Andy: Then after a couple months when you’ve taken that to the logical extension of what you can do with it, you start working on the strength aspect, and you start trying to make those muscles denser. Right? You change the way you eat, you change the way you train, and you get a little different result. You’re still building towards the same goal. Then finally, as is traditional, you go on a cutting cycle when it’s close to contest time for figure competitors and body builders. You go on a cutting cycle last and that’s when you try to just get rid of all of the excess water and fat and stuff that’s stored on your body. You’re not trying to build bigger muscles during this time. You’re just trying to get rid of the other stuff. These are all different cycles that build towards one goal.
We do the same thing with our programs, and any good coach who’s teaching you how to better your body and how to work on these big skills, these difficult skills that take months and years to learn; and good coach is going to give you a phased, stacked, cyclical kind of program for this.
Ryan: Exactly. Yeah.
Andy: It’s not going to be do this every day until you just have it.
Ryan: Yeah. Yeah. Great point there. Good point.
Andy: Cool. Well, anything else you want to talk about Ryan?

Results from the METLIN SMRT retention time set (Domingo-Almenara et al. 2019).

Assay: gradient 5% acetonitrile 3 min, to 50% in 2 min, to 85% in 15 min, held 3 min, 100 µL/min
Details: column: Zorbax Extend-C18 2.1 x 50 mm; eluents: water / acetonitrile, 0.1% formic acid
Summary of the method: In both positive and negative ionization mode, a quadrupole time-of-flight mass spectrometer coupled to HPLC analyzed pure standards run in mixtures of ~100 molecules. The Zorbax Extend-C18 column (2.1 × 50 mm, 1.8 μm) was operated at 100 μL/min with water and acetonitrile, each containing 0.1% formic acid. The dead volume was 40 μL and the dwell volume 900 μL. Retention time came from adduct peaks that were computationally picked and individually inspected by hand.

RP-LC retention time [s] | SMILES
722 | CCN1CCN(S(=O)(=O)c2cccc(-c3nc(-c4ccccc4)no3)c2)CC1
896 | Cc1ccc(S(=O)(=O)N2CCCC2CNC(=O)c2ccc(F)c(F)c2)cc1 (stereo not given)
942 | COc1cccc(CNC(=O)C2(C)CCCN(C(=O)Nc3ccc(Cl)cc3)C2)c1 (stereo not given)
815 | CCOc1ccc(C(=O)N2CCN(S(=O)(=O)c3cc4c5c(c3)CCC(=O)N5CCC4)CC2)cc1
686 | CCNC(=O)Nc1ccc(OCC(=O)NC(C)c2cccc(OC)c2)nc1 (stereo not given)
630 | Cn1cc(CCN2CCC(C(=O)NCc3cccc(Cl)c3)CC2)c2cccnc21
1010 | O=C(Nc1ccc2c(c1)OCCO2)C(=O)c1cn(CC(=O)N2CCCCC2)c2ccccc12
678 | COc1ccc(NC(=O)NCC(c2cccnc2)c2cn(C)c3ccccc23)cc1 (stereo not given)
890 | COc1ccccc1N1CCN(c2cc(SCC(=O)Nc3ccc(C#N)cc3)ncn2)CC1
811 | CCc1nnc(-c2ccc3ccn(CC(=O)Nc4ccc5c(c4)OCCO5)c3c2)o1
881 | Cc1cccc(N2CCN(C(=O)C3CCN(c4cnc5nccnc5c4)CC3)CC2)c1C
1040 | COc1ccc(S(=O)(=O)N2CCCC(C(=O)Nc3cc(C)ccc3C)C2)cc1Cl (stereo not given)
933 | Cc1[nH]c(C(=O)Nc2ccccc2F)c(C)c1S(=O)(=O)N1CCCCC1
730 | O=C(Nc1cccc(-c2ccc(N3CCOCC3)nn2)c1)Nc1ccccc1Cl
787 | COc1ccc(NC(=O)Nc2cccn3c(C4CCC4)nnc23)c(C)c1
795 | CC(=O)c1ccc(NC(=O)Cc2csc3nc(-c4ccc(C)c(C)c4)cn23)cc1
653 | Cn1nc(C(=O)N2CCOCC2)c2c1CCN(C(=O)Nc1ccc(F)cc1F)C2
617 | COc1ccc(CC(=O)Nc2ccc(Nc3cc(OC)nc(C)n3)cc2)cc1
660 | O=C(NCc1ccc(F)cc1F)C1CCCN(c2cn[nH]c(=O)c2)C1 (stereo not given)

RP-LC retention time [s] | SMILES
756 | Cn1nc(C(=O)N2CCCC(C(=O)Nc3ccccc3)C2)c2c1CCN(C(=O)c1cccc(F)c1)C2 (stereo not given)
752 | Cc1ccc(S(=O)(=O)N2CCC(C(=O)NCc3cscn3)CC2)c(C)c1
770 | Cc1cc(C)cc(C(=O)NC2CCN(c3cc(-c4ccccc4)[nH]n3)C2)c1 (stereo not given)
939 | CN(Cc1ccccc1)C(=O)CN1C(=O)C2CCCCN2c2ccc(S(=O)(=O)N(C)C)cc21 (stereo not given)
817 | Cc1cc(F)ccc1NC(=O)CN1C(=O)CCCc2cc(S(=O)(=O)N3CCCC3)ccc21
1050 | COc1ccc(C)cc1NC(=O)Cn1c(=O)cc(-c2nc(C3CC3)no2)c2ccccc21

Ryan: No, man. That was good. I’m glad we covered the cycle here. Anyone out there, if you’ve got questions about this, always feel free to contact us. We can talk about this for days. It’s a big thing of course with us here in GMB, and it can be confusing. Maybe looking at the body builder world, I’m not saying it’s cut and dried there, but just like what we were talking about earlier; bulking up, hypertrophy, and then going and cutting, that’s an easy way to look at it. It might be a little difficult for some people to see how we’re trying to do it here at GMB. If you still have questions, feel free to contact us and we’ll do everything we can to make sure that you understand it.
Andy: Yeah. Absolutely. It doesn’t have to be bulking and cutting. It can be fundamental skills, more complicated skills, et cetera. Get in touch, because we can give lots of examples about this, but the thing is, everyone is starting from a different place and everyone has vaguely different goals. We can’t answer all of those in a simple example, so yeah, feel free to ask and we’ll try to help you out as much as we can.
Andy: Because we’re nice. We are! Yeah. We do this for you. We make this for you.
Ryan: That’s right.
Andy: We’re making this music for you right now. Ryan actually bought a broken microphone so we could make these sound effects you’re hearing in the background right now. We spare no expense for GMB. I want you guys to know this. If you appreciate it, and if you learned something, and hell, if we made you chuckle with out horrible jokes, go to iTunes and rate us please. Ratings are good. Especially high ratings are good. Low ratings if you think we suck, I mean, yeah, feel free. We’ll just make fun of you on the next podcast.
Ryan: That’s right.
Andy: Hey. That’s just the way it is.
Andy: Anyway, thank you so much. We hope that you enjoyed it and feel free to ask questions. We’re here to help.
Ryan: All right. Thanks everybody.